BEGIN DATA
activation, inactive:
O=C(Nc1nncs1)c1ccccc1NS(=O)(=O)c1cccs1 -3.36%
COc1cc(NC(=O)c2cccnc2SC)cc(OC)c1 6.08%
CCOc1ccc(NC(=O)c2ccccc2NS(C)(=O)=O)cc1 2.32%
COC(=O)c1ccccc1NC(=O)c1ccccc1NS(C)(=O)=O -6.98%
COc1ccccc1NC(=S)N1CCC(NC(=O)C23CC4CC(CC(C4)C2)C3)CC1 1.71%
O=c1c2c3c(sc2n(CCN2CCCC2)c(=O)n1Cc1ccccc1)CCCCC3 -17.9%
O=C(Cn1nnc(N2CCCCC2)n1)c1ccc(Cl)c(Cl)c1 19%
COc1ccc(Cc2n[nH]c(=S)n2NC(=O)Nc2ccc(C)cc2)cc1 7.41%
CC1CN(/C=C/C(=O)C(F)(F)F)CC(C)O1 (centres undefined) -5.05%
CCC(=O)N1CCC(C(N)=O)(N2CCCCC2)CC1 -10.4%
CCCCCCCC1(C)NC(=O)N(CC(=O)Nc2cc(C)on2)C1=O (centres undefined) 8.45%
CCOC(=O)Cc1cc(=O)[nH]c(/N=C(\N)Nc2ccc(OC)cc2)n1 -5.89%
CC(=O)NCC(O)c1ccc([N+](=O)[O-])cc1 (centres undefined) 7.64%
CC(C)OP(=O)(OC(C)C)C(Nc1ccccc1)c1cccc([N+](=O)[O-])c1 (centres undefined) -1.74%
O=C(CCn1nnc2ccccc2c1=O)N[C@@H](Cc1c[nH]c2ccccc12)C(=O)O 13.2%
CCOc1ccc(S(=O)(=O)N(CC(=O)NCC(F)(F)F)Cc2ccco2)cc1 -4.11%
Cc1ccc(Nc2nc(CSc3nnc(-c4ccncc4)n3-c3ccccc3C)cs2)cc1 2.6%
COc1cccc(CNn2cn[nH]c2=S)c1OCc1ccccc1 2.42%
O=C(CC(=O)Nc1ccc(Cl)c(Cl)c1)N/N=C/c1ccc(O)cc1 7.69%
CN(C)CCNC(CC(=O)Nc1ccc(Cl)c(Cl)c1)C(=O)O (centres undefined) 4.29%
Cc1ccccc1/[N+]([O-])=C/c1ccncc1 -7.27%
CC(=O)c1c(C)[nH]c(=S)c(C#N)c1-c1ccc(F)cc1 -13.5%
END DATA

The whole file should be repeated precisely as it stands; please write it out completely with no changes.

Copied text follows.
activation, inactive:
O=C(Nc1nncs1)c1ccccc1NS(=O)(=O)c1cccs1 -3.36%
COc1cc(NC(=O)c2cccnc2SC)cc(OC)c1 6.08%
CCOc1ccc(NC(=O)c2ccccc2NS(C)(=O)=O)cc1 2.32%
COC(=O)c1ccccc1NC(=O)c1ccccc1NS(C)(=O)=O -6.98%
COc1ccccc1NC(=S)N1CCC(NC(=O)C23CC4CC(CC(C4)C2)C3)CC1 1.71%
O=c1c2c3c(sc2n(CCN2CCCC2)c(=O)n1Cc1ccccc1)CCCCC3 -17.9%
O=C(Cn1nnc(N2CCCCC2)n1)c1ccc(Cl)c(Cl)c1 19%
COc1ccc(Cc2n[nH]c(=S)n2NC(=O)Nc2ccc(C)cc2)cc1 7.41%
CC1CN(/C=C/C(=O)C(F)(F)F)CC(C)O1 (centres undefined) -5.05%
CCC(=O)N1CCC(C(N)=O)(N2CCCCC2)CC1 -10.4%
CCCCCCCC1(C)NC(=O)N(CC(=O)Nc2cc(C)on2)C1=O (centres undefined) 8.45%
CCOC(=O)Cc1cc(=O)[nH]c(/N=C(\N)Nc2ccc(OC)cc2)n1 -5.89%
CC(=O)NCC(O)c1ccc([N+](=O)[O-])cc1 (centres undefined) 7.64%
CC(C)OP(=O)(OC(C)C)C(Nc1ccccc1)c1cccc([N+](=O)[O-])c1 (centres undefined) -1.74%
O=C(CCn1nnc2ccccc2c1=O)N[C@@H](Cc1c[nH]c2ccccc12)C(=O)O 13.2%
CCOc1ccc(S(=O)(=O)N(CC(=O)NCC(F)(F)F)Cc2ccco2)cc1 -4.11%
Cc1ccc(Nc2nc(CSc3nnc(-c4ccncc4)n3-c3ccccc3C)cs2)cc1 2.6%
COc1cccc(CNn2cn[nH]c2=S)c1OCc1ccccc1 2.42%
O=C(CC(=O)Nc1ccc(Cl)c(Cl)c1)N/N=C/c1ccc(O)cc1 7.69%
CN(C)CCNC(CC(=O)Nc1ccc(Cl)c(Cl)c1)C(=O)O (centres undefined) 4.29%
Cc1ccccc1/[N+]([O-])=C/c1ccncc1 -7.27%
CC(=O)c1c(C)[nH]c(=S)c(C#N)c1-c1ccc(F)cc1 -13.5%